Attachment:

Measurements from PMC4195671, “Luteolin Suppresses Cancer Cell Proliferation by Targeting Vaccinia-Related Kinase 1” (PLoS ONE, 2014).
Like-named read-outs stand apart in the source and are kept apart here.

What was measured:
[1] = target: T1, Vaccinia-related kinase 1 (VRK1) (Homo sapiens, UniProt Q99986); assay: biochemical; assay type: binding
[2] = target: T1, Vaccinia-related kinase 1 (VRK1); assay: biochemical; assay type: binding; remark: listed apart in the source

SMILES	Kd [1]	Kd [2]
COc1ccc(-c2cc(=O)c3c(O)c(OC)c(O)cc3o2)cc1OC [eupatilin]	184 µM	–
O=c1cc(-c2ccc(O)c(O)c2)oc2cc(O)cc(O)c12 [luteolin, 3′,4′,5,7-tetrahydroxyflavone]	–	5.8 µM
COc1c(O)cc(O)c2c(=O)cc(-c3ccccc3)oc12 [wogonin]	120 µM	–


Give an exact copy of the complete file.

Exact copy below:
Measurements from PMC4195671, “Luteolin Suppresses Cancer Cell Proliferation by Targeting Vaccinia-Related Kinase 1” (PLoS ONE, 2014).
Like-named read-outs stand apart in the source and are kept apart here.

What was measured:
[1] = target: T1, Vaccinia-related kinase 1 (VRK1) (Homo sapiens, UniProt Q99986); assay: biochemical; assay type: binding
[2] = target: T1, Vaccinia-related kinase 1 (VRK1); assay: biochemical; assay type: binding; remark: listed apart in the source

SMILES	Kd [1]	Kd [2]
COc1ccc(-c2cc(=O)c3c(O)c(OC)c(O)cc3o2)cc1OC [eupatilin]	184 µM	–
O=c1cc(-c2ccc(O)c(O)c2)oc2cc(O)cc(O)c12 [luteolin, 3′,4′,5,7-tetrahydroxyflavone]	–	5.8 µM
COc1c(O)cc(O)c2c(=O)cc(-c3ccccc3)oc12 [wogonin]	120 µM	–